• SDEP Soil permeable depth [m]
• The soil permeable depth, i.e. the depth to bedrock, may be less than the modelled thermal depth of the soil profile. If the depth to bedrock occurs within a soil layer, CLASS assigns the specified mineral or organic soil characteristics to the part of the layer above bedrock, and values corresponding to rock to the portion below. All layers fully below SDEP are treated as rock. These layers will be given a sand value of -3.
• SOCI Soil colour index
• The soil colour index is used to assign the soil albedo. It ranges from 1 to 20; low values indicate bright soils and high values indicate dark (see Lawrence and Chase (2007) [55]). The wet and dry visible and near-infrared albedos for the given index are obtained from lookup tables, which can be found in soilProperties.f90 .

CLASS provides a means of accounting for the possibility of the depth to bedrock falling within a layer, and therefore of phase changes of water taking place in only the upper part of the layer, by introducing the variable TBAS, which refers to the temperature of the lower part of the layer containing the bedrock. At the beginning of the time step the temperature of the upper part of the layer is disaggregated from the overall average layer temperature using the saved value of TBAS. The heat flow between the upper part of the soil layer and the lower part is diagnosed from the heat flux at the top of the layer. The upper layer temperature and TBAS are stepped ahead separately, and the net heat flux in the upper part of the layer is used in the phase change of water if appropriate. The upper layer temperature and TBAS are re-aggregated at the end of the time step to yield once again the overall average layer temperature.

Two variables, assumed to be constant over the grid cell, are provided if required for atmospheric model runs:

• GGEO Geothermal heat flux [ $$W m^{-2}$$]
• Unless the soil depth is very large and/or the run is very long, the geothermal heat flux can be set to zero. Since this is rarely used, this is not presently read in from the initialization file.
• Z0OR Orographic roughness length [m]
• Z0OR is the surface roughness length representing the contribution of orography or other terrain effects to the overall roughness, which becomes important when the modelled grid cell is very large (e.g. in a GCM). For field studies it can be set to zero. It is presently not required as input for a model run and is set to zero in model_state_drivers.read_initialstate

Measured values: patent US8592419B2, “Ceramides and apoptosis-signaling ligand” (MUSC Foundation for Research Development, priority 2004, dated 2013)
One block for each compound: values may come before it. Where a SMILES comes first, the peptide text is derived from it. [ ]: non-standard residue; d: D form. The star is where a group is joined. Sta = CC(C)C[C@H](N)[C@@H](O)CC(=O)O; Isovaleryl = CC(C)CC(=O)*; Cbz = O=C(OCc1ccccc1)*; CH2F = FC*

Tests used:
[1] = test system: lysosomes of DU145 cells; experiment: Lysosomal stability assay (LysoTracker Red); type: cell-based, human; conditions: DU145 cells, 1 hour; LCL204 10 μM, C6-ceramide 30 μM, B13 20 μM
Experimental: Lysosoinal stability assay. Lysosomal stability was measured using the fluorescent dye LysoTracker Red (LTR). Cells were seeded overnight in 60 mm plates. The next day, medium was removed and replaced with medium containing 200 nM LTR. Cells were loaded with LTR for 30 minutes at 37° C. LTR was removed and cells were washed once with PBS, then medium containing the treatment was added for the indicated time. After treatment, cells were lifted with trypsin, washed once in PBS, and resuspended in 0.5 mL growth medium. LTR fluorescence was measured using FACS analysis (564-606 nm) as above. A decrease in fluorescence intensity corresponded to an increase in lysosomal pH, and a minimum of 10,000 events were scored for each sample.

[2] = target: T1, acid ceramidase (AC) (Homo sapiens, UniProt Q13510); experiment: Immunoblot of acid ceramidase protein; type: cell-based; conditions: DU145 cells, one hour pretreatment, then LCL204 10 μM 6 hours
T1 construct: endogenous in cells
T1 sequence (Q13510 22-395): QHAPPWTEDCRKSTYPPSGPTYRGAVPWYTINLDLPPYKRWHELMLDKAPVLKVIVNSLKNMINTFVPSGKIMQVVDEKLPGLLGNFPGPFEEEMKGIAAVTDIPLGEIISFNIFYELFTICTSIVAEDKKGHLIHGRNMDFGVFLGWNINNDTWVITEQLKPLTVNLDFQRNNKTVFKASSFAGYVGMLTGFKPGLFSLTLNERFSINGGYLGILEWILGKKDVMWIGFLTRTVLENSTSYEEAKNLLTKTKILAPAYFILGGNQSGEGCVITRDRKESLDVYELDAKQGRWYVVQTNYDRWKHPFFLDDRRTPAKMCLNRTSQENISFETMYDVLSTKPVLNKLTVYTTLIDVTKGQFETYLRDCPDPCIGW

Four parameters are required for modelling lateral movement of soil water: GRKF, WFCI, WFSF and XSLP. However, the routines for interflow and streamflow modelling are not implemented in this version of CLASSIC, so they are not read in.

• grclarea Area of grid cell [ $$km^{2}$$ ]

Area of the grid cell is required if CTEM is on. It is used for calculations relating to fire (disturbance_scheme::disturb) and land use change (landuse_change.luc). Both of those subroutines are not generally used (or meaningful) at the point scale so for point scale runs grclarea can be set to an arbitrary number like 100 $$km^{2}$$.

# Initialization of Prognostic Variables

## Initialization of Physics Prognostic Variables

CLASSIC requires initial values of the land surface prognostic variables, either from the most recent atmospheric model integration or from field measurements. These are listed below, with guidelines for specifying values for each if measured values are not available.

• TBAR Temperature of soil layers [K]
• THIC Volumetric frozen water content of soil layers [ $$m^3 m^{-3}$$ ]
• THLQ Volumetric liquid water content of soil layers [ $$m^3 m^{-3}$$]

TBAR, THLQ and THIC are required for each of the modelled soil layers. Thin soil layers near the surface equilibrate quickly, but thicker, deeper layers respond more slowly, and long-term biases can be introduced into the simulation if their temperatures and moisture contents are not initialized to reasonable values or the model is not spun up for a suitably long period. If measured values are not available, for the moisture contents, it may be better to err on the low side, since soil moisture recharge typically takes place on shorter time scales than soil moisture loss. Field capacity is commonly used as an initial value. If the soil layer temperature is above freezing, the liquid moisture content would be set to the field capacity and the frozen moisture content to zero; if the layer temperature is below zero, the liquid moisture content would be set to the minimum value and the frozen moisture content to the field capacity minus the minimum value (THLMIN; see soilProperties.f90). Very deep soil temperatures do not have a large effect on surface fluxes, but errors in their initial values can adversely affect hydrological simulations. For rock or ice sheet layers, THLQ and THIC should both be set to zero.

• TBAS Temperature of bedrock in the last permeable soil layer [K]

If CLASSIC is run with more than 3 soil layers, a separate calculation of TBAS is deemed unnecessary (see TMCALC.f). If the model is run with only 3 layers then TBAS is used. Generally this can be initialized to the temperature of the third soil layer (as is presently done in model_state_drivers.read_initialstate) and it is not required to be read in from the initialization file.

• SNO Mass of snow pack [ $$kg m^{-2}$$ ]
• TSNO Snowpack temperature [K]
• WSNO Liquid water content of snow pack [ $$kg m^{-2}$$]
• ALBS Snow albedo [ ]
• RHOS Density of snow [ $$kg m^{-3}$$ ]